The death of an MI6 agent whose naked body was found inside a locked holdall at his London flat is to be reviewed.
Metropolitan Police investigators said new information Gareth Williams, who died in 2010, had come to light.
The body of Mr Williams, from Anglesey, was discovered at his Pimlico flat, and a coroner later concluded he was unlawfully killed.
A year later, in 2013, the Met concluded the 31-year-old had died as a result of an accident.
At the 2012 inquest into Mr Williams’ death, coroner Fiona Wilcox reach her conclusion based “on the balance of probabilities”.
“[However] most of the fundamental questions in relation to how Gareth died remain unanswered,” she said.
The Sunday Times has now reported a scientist believes DNA profiling advances meant it may now be possible to get fresh information from a single hair found at the flat where Mr Williams was discovered dead, on August 23, 2010.
“There is an established review process for investigations whereby new information and/or forensic opportunities are considered,” a Metropolitan Police spokesman said.
“At this stage no forensic review has been commissioned.
“However, the MPS is reviewing this new information and will assess whether there are any new investigative opportunities in this case.”
In 2013, Mr Williams’ family said they stood by the coroner’s findings.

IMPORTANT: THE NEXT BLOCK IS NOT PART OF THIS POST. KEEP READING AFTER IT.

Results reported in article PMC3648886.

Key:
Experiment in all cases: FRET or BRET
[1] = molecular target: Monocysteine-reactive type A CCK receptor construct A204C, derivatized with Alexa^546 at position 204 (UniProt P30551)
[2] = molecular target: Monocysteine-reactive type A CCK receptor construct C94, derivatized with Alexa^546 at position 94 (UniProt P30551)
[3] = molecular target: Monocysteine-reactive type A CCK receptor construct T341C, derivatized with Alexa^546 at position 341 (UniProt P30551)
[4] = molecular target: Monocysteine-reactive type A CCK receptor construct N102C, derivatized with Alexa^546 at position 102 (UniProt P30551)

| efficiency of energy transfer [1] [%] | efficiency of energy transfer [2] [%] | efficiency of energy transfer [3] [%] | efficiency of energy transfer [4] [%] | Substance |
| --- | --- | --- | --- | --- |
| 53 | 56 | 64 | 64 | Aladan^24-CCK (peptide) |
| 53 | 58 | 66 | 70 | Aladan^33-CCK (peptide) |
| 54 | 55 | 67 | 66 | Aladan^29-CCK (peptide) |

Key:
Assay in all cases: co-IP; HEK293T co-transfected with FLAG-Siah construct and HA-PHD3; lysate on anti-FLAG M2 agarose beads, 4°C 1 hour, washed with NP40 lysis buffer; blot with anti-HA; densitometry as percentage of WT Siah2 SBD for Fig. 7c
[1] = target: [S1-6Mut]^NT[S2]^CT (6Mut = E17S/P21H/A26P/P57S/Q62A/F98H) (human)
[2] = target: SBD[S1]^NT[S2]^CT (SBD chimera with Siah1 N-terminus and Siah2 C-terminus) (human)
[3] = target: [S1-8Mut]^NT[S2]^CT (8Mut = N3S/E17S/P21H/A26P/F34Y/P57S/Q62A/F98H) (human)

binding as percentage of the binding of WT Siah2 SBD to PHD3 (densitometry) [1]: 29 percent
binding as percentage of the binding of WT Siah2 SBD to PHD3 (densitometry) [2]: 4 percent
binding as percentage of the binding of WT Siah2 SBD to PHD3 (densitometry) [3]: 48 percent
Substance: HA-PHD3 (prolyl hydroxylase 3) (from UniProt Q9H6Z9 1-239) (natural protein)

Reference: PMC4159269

“We are naturally disappointed that it is still not possible to state with certainty how Gareth died and the fact that the circumstances of his death are still unknown adds to our grief,” they said, in a statement at the time.
“We consider that on the basis of the facts at present known, the coroner’s verdict accurately reflects the circumstances of Gareth’s death.”
Later that year the Met concluded a three-year investigation into Mr Williams’ death.
At that time, Deputy Assistant Commissioner Martin Hewitt said he was satisfied it was “theoretically possible” Mr Williams could have padlocked the bag from the inside, although “many questions remain unanswered” as to the circumstances of his death.
But he said there was no evidence the MI6 officer had intended to take his own life or his death was connected to his work.
There were 10 to 15 DNA traces in the flat from which it was not possible to gain full profiles, but all other DNA profiles and fingerprints had been eliminated, said DAC Hewitt.
He acknowledged the coroner, having studied “all the evidence available at that stage”, had made “the logical inference that it was more likely someone else was involved in Gareth’s death”.
“At the end of our investigation, based on the evidence, or where we have been unable to find positive evidence, we believe that it is a more probable conclusion that there was no other person present when Gareth died,” Mr Hewitt said.
“But the reality is that for both hypotheses, there exist evidential contradictions and gaps in our understanding.”
Hamish Campbell, the detective who led the initial inquiry, told the Sunday Times he suspects Mr Williams’ death was linked to his private life and not connected to his work.